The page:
Japan's new policy on its plutonium stockpile

Tatsujiro Suzuki and Masa Takubo

On 31 July 2018, Japan's Atomic Energy Commission (JAEC) issued a new policy paper, The Basic Principles on Japan's Utilization of Plutonium, which for the first time, stated that "Japan will reduce the size of its plutonium stockpile." A similar statement was included in the new Strategic Energy Plan (in Japanese) by the Ministry of Economy, Trade and Industry (METI) that was adopted on 3 July by the Cabinet of the Japanese government.

Japan's plutonium stockpile, according to the data released by the JAEC at the same time as the new policy, is about 47.3 tons of plutonium (as of the end of 2017), of which 36.7 tons is overseas (21.2 tons in UK and 15.5 tons in France) and 10.5 tons in Japan. The Rokkasho reprocessing plant, with a design separation capacity of 8 tons of plutonium per year, on which stated construction in 1993, is currently planned to be completed in 2021. Plans call for the J-MOX plant to be completed in 2022 to turn this plutonium into MOX fuel for light water (LWR) nuclear power reactors.

Summary of JAEC's new policy

The new policy has five key aspects.

Reprocessing will be approved by METI under the Spent Nuclear Fuel Reprocessing Implementation Act only to the extent necessary for specified MOX use in LWRs. The government will assure that MOX fuel is to be fully consumed in a timely manner by instructing the operators.

Reactor operators are to "minimize the [unirradiated plutonium-containing] feedstock" between reprocessing and irradiation.

The utilities are to focus on reducing Japan's plutonium stockpile stored overseas through measures including "collaboration and cooperation," i.e. transfer of ownership to reactor operators in a position to use more unirradiated plutonium than they own.

Japan's Atomic Energy Agency must examine all options including disposal of the unirradiated plutonium it acquired for R&D purposes if there is no concrete plan to use.

Spent fuel storage capacity is to be expanded steadily.


The new policy is a step into a right direction. It is not sufficient, however, to guarantee that there will in fact be a "reduction" of Japan's plutonium stockpile. There are several reasons for this.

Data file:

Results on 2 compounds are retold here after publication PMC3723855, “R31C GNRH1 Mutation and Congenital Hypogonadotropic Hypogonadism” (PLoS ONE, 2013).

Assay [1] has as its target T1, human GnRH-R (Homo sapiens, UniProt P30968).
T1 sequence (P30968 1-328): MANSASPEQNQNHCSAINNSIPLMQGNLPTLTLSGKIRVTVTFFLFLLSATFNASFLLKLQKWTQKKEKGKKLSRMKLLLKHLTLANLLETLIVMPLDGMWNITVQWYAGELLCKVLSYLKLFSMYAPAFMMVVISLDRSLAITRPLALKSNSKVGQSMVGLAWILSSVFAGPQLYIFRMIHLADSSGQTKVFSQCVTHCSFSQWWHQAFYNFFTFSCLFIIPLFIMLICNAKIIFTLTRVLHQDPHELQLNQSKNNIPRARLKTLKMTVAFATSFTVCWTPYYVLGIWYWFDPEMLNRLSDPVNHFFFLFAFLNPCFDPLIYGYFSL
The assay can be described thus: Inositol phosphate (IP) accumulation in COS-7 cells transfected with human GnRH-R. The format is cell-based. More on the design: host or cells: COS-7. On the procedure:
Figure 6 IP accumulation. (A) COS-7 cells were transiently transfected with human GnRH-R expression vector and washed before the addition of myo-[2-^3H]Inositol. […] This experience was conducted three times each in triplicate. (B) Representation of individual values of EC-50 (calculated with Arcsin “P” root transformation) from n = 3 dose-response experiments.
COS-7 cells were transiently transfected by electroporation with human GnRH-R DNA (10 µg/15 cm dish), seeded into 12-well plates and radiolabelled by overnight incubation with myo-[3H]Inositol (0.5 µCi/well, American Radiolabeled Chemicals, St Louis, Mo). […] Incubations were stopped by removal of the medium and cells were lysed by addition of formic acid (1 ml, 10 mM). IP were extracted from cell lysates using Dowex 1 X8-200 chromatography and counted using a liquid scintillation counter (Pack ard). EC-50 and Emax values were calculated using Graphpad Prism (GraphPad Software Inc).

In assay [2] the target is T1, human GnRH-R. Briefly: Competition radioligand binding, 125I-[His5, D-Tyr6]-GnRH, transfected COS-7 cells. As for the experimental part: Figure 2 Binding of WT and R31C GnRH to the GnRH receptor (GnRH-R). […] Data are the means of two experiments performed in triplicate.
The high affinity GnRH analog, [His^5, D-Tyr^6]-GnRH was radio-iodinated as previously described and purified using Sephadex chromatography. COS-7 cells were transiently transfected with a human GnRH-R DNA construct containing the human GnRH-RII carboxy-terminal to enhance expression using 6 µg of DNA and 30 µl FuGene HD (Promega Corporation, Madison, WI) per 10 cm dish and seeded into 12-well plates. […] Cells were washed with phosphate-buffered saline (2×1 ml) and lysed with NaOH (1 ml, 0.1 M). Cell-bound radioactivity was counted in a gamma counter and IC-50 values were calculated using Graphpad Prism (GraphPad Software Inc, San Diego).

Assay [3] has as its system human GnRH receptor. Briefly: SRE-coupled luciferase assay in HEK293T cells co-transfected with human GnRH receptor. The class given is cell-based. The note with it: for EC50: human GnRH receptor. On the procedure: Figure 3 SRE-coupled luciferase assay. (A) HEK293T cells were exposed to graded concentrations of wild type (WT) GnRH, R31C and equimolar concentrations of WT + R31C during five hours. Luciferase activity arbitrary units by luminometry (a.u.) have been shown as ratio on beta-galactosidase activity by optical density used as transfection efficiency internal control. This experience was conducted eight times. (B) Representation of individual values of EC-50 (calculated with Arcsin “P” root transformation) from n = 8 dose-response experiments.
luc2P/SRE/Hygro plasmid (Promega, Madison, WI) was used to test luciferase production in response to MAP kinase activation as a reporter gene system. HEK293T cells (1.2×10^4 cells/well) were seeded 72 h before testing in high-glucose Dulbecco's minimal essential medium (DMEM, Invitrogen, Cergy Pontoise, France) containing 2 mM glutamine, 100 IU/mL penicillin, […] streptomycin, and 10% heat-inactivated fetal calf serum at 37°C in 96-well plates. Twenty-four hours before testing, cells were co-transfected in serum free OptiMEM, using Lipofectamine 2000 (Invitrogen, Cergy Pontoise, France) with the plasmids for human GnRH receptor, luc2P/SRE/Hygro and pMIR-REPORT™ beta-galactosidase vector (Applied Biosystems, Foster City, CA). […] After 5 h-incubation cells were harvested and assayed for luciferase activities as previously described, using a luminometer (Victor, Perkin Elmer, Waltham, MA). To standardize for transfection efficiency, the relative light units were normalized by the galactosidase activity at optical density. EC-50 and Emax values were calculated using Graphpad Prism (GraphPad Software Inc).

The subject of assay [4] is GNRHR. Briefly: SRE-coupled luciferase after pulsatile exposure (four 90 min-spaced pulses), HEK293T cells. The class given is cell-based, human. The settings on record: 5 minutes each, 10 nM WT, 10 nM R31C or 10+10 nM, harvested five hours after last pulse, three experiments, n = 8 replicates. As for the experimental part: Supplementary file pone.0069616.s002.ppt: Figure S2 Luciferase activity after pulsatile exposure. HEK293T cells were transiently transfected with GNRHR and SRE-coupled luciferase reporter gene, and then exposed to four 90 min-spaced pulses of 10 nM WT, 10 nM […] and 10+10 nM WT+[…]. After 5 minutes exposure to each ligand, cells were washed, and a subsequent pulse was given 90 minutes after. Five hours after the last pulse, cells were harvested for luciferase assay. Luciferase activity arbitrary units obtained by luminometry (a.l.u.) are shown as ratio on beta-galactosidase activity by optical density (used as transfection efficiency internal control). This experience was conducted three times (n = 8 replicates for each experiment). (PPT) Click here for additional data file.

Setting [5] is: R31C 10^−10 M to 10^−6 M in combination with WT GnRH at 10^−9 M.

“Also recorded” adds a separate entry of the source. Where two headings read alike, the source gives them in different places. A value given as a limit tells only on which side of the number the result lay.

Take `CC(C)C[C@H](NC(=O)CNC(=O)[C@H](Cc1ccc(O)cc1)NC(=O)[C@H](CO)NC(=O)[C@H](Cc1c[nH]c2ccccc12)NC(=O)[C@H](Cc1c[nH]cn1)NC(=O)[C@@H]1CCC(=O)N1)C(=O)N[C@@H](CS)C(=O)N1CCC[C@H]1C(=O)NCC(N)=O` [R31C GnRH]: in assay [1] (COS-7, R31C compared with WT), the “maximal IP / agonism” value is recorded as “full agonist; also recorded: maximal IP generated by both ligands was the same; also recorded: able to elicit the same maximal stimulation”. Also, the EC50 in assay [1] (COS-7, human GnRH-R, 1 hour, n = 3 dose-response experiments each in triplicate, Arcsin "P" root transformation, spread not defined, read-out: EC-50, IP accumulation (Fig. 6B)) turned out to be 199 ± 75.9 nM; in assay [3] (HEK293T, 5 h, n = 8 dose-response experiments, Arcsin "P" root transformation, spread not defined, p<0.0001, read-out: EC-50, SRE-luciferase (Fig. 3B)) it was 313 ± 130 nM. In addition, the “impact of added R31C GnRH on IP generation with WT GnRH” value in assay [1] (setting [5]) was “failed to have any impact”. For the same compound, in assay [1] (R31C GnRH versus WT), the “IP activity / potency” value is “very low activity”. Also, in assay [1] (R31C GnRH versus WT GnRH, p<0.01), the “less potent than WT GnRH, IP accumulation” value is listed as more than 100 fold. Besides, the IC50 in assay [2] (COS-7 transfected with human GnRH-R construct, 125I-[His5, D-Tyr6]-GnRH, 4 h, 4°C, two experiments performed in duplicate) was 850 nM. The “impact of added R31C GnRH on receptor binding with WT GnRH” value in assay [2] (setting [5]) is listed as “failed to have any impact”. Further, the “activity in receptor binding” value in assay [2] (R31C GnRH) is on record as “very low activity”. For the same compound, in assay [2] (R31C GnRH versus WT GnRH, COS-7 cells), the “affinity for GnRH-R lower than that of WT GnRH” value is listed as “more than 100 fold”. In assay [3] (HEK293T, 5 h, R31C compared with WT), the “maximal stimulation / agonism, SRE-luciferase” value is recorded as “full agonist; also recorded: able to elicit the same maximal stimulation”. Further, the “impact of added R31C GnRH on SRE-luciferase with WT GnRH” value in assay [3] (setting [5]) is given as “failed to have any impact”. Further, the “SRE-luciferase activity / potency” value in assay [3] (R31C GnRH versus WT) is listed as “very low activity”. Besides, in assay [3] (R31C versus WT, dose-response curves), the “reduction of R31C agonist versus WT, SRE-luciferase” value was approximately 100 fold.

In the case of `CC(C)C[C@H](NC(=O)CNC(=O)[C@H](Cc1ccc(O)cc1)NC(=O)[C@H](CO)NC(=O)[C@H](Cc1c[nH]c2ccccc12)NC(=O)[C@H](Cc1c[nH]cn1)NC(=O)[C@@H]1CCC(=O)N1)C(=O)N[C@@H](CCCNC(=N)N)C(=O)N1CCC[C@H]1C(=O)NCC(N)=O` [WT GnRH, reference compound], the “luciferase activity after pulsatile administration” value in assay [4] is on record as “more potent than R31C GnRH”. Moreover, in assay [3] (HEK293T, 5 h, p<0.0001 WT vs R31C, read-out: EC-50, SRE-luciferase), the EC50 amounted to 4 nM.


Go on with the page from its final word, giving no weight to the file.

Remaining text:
The new policy is based on the assumption that the Rokkasho reprocessing plant will be operated. Unless the government changes this policy, it will be difficult to reduce Japan's plutonium stockpile substantially.

If the Rokkasho reprocessing plant is started as scheduled, it will be difficult to realize the new policy that Japan's total "stockpile will not increase from the current level." Certainly, the stock of unirradiated plutonium in Japan is likely to increase greatly as long as the necessary minimum MOX feed stock and use plans remain undefined,

Although the pace of plutonium separation at Rokkasho can be controlled by METI, the government has no legal authority to control the rate of plutonium use in MOX to assure that plutonium use exceeds plutonium supply. JAEC's new policy does not have any specific plan to remedy this lack of authority.

Minimizing the "feedstock" is the right policy but will have no significant impact on the utilities' reprocessing plans in the absence of a clear specification of what is expected to be the acceptable "minimum" stock of unirradiated plutonium.

The plan to have the J-MOX fuel fabrication plant start one year after the startup of the Rokkasho reprocessing plant may be as wildly optimistic as was the original plan to start commercial reprocessing at Rokkasho in 1997.

The new policy focuses on MOX use of plutonium stored in France and the UK and suggests that ownership of plutonium there should be transferred among utilities so that those that have operating reactors licensed to use MOX can consume plutonium owned by others who don't. Transfer of ownership of plutonium among utilities has been done before. If necessary, the government can exercise its legal authority under Article 13 of Japan's Atomic Energy Basic Act which allows the government to order institutions to transfer fissile materials with specified price.

It will take some ten years to use as MOX fuel in Japanese reactors the Japanese plutonium stored in France, even assuming the free transfer among Japan's utilities of this plutonium. Japan has only four operating reactors licensed to use MOX with a combined capacity to consume about two tons of plutonium per year without much hope for more MOX-using reactors to come on line in the next several years. About two tons of plutonium in MOX is already in the pools of those reactors waiting to be loaded.

Japan owns almost all of the remaining foreign plutonium stored in UK. The UK does not have a MOX fuel fabrication plant, however. The new policy did not discuss the proposal made by the UK Nuclear Decommissioning Authority to take over title of foreign-owned plutonium stored in UK. As of January 2017, the UK had taken title to 8.5 tons of foreign plutonium it has separated and stores. Transfer to the UK of title to the remaining Japanese plutonium should be considered a "win-win" deal for both Japan and the UK. It also would reduce the challenge of securely transporting plutonium from Europe to Japan.

JAEC's mention of "disposal" of R&D plutonium is the first time that the government has described Japan's stock of separated plutonium as a "disposal" problem rather than as a "resource". This is a hopeful sign.

Encouraging spent fuel storage is the right policy but it should be done as an alternative to reprocessing not to facilitate the regulation of the rate of reprocessing.